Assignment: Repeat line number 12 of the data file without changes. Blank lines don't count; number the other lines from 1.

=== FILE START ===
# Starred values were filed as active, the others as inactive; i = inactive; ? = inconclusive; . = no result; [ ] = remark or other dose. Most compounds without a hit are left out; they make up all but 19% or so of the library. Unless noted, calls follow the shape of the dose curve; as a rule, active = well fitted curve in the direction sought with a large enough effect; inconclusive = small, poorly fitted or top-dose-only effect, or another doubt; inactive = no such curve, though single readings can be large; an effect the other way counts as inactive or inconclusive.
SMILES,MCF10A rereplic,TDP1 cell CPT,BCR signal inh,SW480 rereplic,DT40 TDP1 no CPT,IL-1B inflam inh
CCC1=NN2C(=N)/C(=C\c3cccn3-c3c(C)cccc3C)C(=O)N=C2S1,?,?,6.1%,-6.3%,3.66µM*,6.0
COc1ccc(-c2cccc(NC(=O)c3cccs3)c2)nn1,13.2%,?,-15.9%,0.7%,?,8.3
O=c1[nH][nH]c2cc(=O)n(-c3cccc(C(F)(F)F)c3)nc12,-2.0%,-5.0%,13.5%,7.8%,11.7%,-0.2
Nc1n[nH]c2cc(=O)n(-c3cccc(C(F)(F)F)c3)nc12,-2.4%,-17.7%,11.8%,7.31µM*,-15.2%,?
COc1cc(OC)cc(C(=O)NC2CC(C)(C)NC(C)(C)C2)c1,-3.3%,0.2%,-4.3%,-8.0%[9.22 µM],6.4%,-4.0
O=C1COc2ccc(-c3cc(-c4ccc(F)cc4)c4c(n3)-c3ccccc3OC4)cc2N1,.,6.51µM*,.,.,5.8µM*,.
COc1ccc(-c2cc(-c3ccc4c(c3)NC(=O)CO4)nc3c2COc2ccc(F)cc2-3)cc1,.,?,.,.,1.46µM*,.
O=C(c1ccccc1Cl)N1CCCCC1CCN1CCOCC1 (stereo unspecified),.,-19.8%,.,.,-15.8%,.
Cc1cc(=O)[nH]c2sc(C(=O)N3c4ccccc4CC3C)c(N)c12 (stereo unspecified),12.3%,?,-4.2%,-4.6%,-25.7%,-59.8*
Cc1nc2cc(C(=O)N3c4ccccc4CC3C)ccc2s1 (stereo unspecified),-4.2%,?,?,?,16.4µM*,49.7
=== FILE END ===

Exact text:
Cc1nc2cc(C(=O)N3c4ccccc4CC3C)ccc2s1 (stereo unspecified),-4.2%,?,?,?,16.4µM*,49.7